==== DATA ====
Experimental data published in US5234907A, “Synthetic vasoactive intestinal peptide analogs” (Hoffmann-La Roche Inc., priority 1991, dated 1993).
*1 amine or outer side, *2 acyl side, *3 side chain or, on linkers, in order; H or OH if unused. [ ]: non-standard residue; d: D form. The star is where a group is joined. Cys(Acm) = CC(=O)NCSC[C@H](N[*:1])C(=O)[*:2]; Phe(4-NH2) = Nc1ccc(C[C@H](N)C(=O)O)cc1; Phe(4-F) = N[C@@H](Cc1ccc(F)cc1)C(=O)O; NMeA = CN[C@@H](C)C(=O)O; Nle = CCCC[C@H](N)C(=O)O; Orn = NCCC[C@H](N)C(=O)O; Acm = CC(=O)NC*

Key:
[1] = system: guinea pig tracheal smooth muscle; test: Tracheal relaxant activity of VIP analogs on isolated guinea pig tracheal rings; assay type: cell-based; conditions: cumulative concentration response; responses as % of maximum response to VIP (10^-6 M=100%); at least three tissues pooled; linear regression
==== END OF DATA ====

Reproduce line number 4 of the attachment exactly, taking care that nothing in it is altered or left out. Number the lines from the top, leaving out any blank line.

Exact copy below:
[1] = system: guinea pig tracheal smooth muscle; test: Tracheal relaxant activity of VIP analogs on isolated guinea pig tracheal rings; assay type: cell-based; conditions: cumulative concentration response; responses as % of maximum response to VIP (10^-6 M=100%); at least three tissues pooled; linear regression